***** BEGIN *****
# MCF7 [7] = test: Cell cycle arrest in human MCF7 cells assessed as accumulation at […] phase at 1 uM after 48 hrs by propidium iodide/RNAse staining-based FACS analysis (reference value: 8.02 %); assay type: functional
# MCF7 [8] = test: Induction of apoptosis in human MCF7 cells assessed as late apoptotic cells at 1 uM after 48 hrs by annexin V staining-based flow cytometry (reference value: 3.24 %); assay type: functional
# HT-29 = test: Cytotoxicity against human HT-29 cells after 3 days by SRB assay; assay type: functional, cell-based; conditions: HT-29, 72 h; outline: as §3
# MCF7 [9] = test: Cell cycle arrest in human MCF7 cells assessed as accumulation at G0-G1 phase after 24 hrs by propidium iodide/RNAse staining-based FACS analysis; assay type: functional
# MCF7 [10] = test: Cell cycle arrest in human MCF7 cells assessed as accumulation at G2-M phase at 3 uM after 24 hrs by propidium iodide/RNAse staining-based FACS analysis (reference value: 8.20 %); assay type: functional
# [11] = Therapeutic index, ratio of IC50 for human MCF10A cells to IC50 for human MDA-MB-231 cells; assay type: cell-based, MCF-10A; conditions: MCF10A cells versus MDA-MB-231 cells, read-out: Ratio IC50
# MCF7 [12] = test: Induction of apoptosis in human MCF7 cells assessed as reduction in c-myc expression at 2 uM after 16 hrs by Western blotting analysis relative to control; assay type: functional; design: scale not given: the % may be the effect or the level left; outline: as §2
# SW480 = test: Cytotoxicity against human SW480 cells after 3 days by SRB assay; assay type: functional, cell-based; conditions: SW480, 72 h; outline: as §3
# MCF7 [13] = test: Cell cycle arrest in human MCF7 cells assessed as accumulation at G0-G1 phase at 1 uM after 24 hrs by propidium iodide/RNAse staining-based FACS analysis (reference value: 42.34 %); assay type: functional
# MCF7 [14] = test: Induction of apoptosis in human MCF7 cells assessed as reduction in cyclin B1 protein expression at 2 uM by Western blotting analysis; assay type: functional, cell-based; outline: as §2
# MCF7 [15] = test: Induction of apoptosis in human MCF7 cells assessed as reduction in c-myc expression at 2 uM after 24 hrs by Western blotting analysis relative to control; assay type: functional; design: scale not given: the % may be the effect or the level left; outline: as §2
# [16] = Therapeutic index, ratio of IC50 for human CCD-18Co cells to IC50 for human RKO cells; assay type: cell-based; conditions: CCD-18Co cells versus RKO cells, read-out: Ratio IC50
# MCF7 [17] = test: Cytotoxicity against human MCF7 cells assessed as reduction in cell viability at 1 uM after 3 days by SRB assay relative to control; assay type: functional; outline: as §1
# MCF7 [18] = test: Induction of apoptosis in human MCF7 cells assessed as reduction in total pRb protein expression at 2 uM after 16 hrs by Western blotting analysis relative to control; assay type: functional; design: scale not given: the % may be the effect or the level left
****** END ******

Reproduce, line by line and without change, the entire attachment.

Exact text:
# MCF7 [7] = test: Cell cycle arrest in human MCF7 cells assessed as accumulation at […] phase at 1 uM after 48 hrs by propidium iodide/RNAse staining-based FACS analysis (reference value: 8.02 %); assay type: functional
# MCF7 [8] = test: Induction of apoptosis in human MCF7 cells assessed as late apoptotic cells at 1 uM after 48 hrs by annexin V staining-based flow cytometry (reference value: 3.24 %); assay type: functional
# HT-29 = test: Cytotoxicity against human HT-29 cells after 3 days by SRB assay; assay type: functional, cell-based; conditions: HT-29, 72 h; outline: as §3
# MCF7 [9] = test: Cell cycle arrest in human MCF7 cells assessed as accumulation at G0-G1 phase after 24 hrs by propidium iodide/RNAse staining-based FACS analysis; assay type: functional
# MCF7 [10] = test: Cell cycle arrest in human MCF7 cells assessed as accumulation at G2-M phase at 3 uM after 24 hrs by propidium iodide/RNAse staining-based FACS analysis (reference value: 8.20 %); assay type: functional
# [11] = Therapeutic index, ratio of IC50 for human MCF10A cells to IC50 for human MDA-MB-231 cells; assay type: cell-based, MCF-10A; conditions: MCF10A cells versus MDA-MB-231 cells, read-out: Ratio IC50
# MCF7 [12] = test: Induction of apoptosis in human MCF7 cells assessed as reduction in c-myc expression at 2 uM after 16 hrs by Western blotting analysis relative to control; assay type: functional; design: scale not given: the % may be the effect or the level left; outline: as §2
# SW480 = test: Cytotoxicity against human SW480 cells after 3 days by SRB assay; assay type: functional, cell-based; conditions: SW480, 72 h; outline: as §3
# MCF7 [13] = test: Cell cycle arrest in human MCF7 cells assessed as accumulation at G0-G1 phase at 1 uM after 24 hrs by propidium iodide/RNAse staining-based FACS analysis (reference value: 42.34 %); assay type: functional
# MCF7 [14] = test: Induction of apoptosis in human MCF7 cells assessed as reduction in cyclin B1 protein expression at 2 uM by Western blotting analysis; assay type: functional, cell-based; outline: as §2
# MCF7 [15] = test: Induction of apoptosis in human MCF7 cells assessed as reduction in c-myc expression at 2 uM after 24 hrs by Western blotting analysis relative to control; assay type: functional; design: scale not given: the % may be the effect or the level left; outline: as §2
# [16] = Therapeutic index, ratio of IC50 for human CCD-18Co cells to IC50 for human RKO cells; assay type: cell-based; conditions: CCD-18Co cells versus RKO cells, read-out: Ratio IC50
# MCF7 [17] = test: Cytotoxicity against human MCF7 cells assessed as reduction in cell viability at 1 uM after 3 days by SRB assay relative to control; assay type: functional; outline: as §1
# MCF7 [18] = test: Induction of apoptosis in human MCF7 cells assessed as reduction in total pRb protein expression at 2 uM after 16 hrs by Western blotting analysis relative to control; assay type: functional; design: scale not given: the % may be the effect or the level left